Carolinas HealthCare System’s simulation center in Charlotte has 19 full-time staff members and works with nearly 100 SPs to provide scenarios for University of North Carolina medical students and for the system’s residents and health care professionals.
“We’re a system resource, like a library,” says Carolinas Simulation Center Director Dawn Swiderski. In addition to introducing medical students to physical exams, SPs at the center help skilled nursing staff practice interpersonal skills and early sepsis identification. For disaster preparedness and mass-casualty influx training, they play hurricane or mass-shooting victims. The center also uses SPs in research, including a new safety skills study focused on residents handing off patient information.
According to Swiderski, students learn how to talk and make eye contact with patients and become aware of their own idiosyncrasies. “When you’re nervous, do you talk with your hands, do you say ‘um’ a lot?” she says. Working with SPs, as well as the system’s nursing, ethics, and pastoral care staff, also teaches students how to handle code scenarios, the aftermath of a significant medical error and the very important task of how to convey bad news.
The simulation center’s mock operating, exam, and labor and delivery rooms are fitted with one-way mirrors and a control room, which can’t be seen. Classmates watch a live stream as students or residents work with SPs, then the class comes together for a debriefing. “That peer-to-peer input actually does wonders to solidify learning,” notes Swiderski.
Being an SP is tough work
UAMS has trained 45 lay people to teach medical students how to perform various exams on their bodies, including gynecological and male genitourinary checks. These teaching associates undergo six months of training and earn more than the standard SP. UAMS pays standardized patients about $16 an hour, but those participating in rigorous cases—cases requiring them “to cry a lot and act like their husbands have died”—get paid time and a half, says Cantrell.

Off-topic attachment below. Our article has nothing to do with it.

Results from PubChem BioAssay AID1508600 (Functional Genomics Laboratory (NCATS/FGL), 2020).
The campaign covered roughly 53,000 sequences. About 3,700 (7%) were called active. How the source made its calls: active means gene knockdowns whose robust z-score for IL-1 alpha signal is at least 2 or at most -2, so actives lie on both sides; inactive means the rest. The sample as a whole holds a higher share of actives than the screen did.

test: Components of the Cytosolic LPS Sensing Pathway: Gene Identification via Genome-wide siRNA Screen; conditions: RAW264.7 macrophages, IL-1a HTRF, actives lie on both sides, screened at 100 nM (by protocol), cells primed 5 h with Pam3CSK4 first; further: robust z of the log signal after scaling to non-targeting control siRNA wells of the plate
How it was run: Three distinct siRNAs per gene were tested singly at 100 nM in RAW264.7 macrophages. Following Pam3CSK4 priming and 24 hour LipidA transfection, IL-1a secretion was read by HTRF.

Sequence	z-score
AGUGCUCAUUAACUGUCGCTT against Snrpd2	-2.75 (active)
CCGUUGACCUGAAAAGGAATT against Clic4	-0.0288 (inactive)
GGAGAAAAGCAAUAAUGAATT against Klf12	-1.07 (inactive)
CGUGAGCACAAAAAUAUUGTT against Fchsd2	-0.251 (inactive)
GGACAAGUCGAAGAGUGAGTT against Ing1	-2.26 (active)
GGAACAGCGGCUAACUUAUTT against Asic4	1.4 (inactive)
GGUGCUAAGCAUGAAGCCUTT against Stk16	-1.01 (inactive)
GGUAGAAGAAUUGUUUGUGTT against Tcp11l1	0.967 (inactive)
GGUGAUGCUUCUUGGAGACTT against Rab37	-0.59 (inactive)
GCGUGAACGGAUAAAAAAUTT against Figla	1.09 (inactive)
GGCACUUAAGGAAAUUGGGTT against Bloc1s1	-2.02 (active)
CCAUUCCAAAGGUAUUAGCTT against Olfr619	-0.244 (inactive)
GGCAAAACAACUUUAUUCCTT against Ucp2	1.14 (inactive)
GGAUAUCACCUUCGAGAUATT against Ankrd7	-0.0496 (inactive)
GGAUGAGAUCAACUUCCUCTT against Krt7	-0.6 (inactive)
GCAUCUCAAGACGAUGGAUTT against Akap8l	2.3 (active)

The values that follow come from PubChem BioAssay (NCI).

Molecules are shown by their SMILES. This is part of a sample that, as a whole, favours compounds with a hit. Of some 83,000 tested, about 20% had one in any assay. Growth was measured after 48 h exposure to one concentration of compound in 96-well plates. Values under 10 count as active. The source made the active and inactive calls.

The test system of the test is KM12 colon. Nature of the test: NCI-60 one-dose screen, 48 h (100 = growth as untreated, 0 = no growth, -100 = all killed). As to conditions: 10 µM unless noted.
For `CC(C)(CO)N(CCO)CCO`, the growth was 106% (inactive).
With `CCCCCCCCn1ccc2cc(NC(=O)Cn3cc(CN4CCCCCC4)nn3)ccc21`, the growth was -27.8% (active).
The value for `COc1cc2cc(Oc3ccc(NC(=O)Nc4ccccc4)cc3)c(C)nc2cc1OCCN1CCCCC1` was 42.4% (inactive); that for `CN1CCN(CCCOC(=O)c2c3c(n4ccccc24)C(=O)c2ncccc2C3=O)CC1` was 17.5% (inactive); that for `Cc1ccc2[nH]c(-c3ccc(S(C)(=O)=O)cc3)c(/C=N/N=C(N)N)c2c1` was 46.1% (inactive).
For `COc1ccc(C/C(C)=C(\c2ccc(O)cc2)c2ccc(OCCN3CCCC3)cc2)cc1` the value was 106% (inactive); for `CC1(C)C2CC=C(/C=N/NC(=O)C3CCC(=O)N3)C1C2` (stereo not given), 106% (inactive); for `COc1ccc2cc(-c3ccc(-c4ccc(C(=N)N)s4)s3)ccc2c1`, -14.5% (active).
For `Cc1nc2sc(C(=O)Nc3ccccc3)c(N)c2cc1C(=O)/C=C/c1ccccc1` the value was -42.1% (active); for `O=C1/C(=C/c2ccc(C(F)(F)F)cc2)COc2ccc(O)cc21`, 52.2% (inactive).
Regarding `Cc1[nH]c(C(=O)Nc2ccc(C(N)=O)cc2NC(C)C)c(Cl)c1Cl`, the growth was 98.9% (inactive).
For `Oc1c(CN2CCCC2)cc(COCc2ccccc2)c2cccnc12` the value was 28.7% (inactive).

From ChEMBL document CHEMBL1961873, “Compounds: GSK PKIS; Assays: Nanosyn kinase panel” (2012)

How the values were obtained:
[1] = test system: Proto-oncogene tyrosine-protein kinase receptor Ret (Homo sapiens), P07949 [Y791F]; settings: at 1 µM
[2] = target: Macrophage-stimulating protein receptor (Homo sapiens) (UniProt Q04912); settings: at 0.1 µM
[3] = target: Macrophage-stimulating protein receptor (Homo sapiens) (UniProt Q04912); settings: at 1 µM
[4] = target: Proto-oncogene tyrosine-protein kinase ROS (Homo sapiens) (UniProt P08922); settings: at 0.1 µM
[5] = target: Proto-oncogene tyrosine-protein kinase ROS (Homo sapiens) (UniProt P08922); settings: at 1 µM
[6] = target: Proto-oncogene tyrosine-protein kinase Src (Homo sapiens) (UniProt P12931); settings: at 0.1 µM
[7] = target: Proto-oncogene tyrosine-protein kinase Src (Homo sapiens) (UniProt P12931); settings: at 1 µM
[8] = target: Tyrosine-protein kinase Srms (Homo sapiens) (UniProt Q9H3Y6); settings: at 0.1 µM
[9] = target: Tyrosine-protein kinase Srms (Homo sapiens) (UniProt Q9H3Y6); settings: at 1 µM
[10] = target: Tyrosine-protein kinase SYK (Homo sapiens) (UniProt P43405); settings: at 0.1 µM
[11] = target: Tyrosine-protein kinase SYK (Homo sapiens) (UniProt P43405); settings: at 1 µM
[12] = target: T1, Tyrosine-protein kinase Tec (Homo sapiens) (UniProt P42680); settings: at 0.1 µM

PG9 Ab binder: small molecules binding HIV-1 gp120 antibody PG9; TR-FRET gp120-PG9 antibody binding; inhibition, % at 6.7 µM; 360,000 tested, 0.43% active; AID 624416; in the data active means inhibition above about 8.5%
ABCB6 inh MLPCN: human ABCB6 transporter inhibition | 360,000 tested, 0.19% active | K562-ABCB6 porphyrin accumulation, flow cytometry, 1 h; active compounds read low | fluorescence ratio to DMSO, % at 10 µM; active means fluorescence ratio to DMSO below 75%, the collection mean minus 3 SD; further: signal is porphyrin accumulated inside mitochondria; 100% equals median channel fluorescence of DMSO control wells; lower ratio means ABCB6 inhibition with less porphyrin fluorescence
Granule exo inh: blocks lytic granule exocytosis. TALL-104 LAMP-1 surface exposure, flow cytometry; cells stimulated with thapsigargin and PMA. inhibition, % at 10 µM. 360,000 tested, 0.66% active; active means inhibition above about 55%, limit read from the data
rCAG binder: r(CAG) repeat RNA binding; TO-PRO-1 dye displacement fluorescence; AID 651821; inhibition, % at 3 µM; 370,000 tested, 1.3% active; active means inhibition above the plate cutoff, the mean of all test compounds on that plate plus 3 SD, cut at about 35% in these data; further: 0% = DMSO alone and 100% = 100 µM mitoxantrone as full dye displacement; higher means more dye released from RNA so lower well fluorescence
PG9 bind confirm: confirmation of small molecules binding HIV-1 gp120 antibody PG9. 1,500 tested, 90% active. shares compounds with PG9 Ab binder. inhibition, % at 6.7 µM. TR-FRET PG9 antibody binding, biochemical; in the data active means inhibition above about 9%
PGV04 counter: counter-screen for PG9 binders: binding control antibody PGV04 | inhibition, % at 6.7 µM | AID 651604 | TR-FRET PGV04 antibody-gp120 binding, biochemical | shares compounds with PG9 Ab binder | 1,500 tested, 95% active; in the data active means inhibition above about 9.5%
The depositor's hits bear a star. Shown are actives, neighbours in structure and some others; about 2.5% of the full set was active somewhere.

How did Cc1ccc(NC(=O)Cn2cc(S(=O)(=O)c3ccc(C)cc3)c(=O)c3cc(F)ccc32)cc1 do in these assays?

Scott Wilson, who heads the Carolinas SP program, explains that Carolinas’ SPs range in age from 18 to 80. “They come in all shapes and sizes,” he says, and include off-duty EMTs, nurses, actors between plays, and other professionals.
“Sometimes the nonverbal behaviors of the health care team that they are the least aware of will have the most effect on the patient,” says Mary Donovan, administrative director of Georgetown University School of Medicine’s SP program and a former SP herself.
Roughly 20 years ago at Johns Hopkins University School of Medicine, Donovan portrayed the sister of a dying accident victim. She and her “brother-in-law” had to decide whether to consent to donating the patient’s organs.
“That was tough work ... [and] a very emotional experience,” Donovan remembers. The players were offered psychological counseling.
“Sometimes the nonverbal behaviors of the health care team that they are the least aware of will have the most effect on the patient.”
Georgetown University School of Medicine
Georgetown employs more than 100 of the roughly 300 SPs who work among seven medical schools in the Baltimore–Washington, D.C., area, using 40 or 50 of them fairly regularly, says Donovan. In addition to other exercises, Georgetown medical students encounter four SPs portraying angry, crying, terse, and overly chatty patients—all within two hours.
Depending on case needs, SPs can put in anywhere from eight to hundreds of hours a year, according to Donovan. They must play a “specific and repeatable patient,” accurately recall the encounter, score clinical and communication skills on checklists for most events, and learn how to provide constructive interpersonal feedback, she explains. “If you haven’t done this work, it’s hard to appreciate what [SPs] are expected to do, reliably and consistently.”
ASPE recently published standards of best practice for those working with these human role players. Research has shown that SP training produces positive results for health professionals and patients. The Carolinas Simulation Center, for example, participated in a training initiative using SPs that aimed to reduce hospital readmissions for skilled nursing facility patients. EMS systems data showed that the facilities saw up to a 35% reduction in EMS transports after the training, notes Wilson.
“We’re protecting real patients, in a way, through the use of simulated patients,” says Howley. “We’re protecting our learners and better preparing our learners for their work.”